Dr. Charles Stanley
Because we desire to be more like Jesus, we make resolutions, ask Him to help us, and try to behave differently. Yet despite our best efforts to do things God’s way, we slide back into old habits. Frustrated, we may ask Him, “Why can’t I change?” The reason is, overcoming sinful attitudes and behaviors starts with genuine repentance, which has three aspects.
Conviction. The Holy Spirit will reveal the areas in which we’ve sinned and convict us of wrongdoing. Through Scripture, the Spirit shows us God’s standard and what needs to change. Repentance begins with understanding where we have gone astray.
Contrition. The next step–grieving over our iniquity–is followed by confession to the Lord. Genuine sorrow arises from the knowledge that we’ve sinned against Him. In contrast, human unhappiness often comes from being caught misbehaving. Other times we are miserable because of where our choices led us, or feel shame that people know about our sin. True contrition is followed by humble confession.
Commitment to act. Real repentance is complete when we wholeheartedly pledge to turn from our old behavior and move toward righteous ways. God knows we won’t live perfectly, but He looks for a surrendered heart that diligently seeks to obey Him.
Paul used strong language when telling us to turn from iniquity: “Put to death… whatever belongs to your earthly nature” (Col. 3:5 niv). What sin are you struggling to overcome? Have you genuinely repented, committing to turn from it permanently? Let the Holy Spirit empower you to change.
God’s Call to Repentance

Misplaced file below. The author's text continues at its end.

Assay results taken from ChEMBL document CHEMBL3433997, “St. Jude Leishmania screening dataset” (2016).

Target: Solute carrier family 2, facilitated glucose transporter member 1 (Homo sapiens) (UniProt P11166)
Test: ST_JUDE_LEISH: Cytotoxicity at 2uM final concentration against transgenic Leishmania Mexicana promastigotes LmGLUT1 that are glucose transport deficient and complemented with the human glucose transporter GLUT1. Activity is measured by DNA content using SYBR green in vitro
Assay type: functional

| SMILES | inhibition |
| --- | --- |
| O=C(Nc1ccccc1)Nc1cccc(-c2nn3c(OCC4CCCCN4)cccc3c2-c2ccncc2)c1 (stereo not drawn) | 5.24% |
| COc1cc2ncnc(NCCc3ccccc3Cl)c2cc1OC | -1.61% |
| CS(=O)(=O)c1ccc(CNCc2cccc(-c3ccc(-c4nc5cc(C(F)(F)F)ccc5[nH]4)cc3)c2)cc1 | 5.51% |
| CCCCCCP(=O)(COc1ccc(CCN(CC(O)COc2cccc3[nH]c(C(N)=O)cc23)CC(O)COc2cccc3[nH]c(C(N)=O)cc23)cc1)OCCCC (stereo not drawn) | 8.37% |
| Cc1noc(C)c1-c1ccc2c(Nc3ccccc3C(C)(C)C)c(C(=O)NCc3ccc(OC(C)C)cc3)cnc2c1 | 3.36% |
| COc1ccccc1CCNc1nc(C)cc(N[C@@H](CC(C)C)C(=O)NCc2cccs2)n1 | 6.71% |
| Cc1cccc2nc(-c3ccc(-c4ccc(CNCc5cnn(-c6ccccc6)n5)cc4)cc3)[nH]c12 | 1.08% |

In the Parable of the Prodigal Son, the younger brother asked to receive his inheritance early so he might live as he chose. Once the father gave him his share, he made many unwise choices that led to hunger and destitution. What happened next illustrates the principles of godly repentance.
After squandering all his money, the young man found work feeding pigs, a bottom-of-the-barrel kind of job. One day he came to his senses and recognized his terrible plight. His repentance began with an awareness of his wrong choices and the fact that his bad situation was due to them.
Knowing that his difficulties came from his sinful behavior, the prodigal grieved over his mistakes and acknowledged that he had sinned against the Lord (v. 18). He declared he was no longer worthy to be his father’s son. Godly sorrow and confession led the young man to leave that place and go home. His repentance was made complete when he turned away from his old ways and returned to his father. The Lord likewise calls us to repent and return to Him.
What a welcome the prodigal son received. Upon seeing him, the father was filled with compassion and ran to embrace him. Forgiveness and acceptance were extended to the son. Both are blessings that God freely offers to whoever asks Him.
The prodigal son did not clean himself up before returning home. He simply left his old life, turned toward home, and trusted in his father’s mercy. The heavenly Father calls us to repent and offers us forgiveness when we turn away from our self-centered ways and move toward godliness (1 John 1:9).
For more biblical teaching and resources from Dr. Charles Stanley, please visit www.intouch.org.
Used with permission from In Touch Ministries, Inc. © 2009 All Rights Reserved.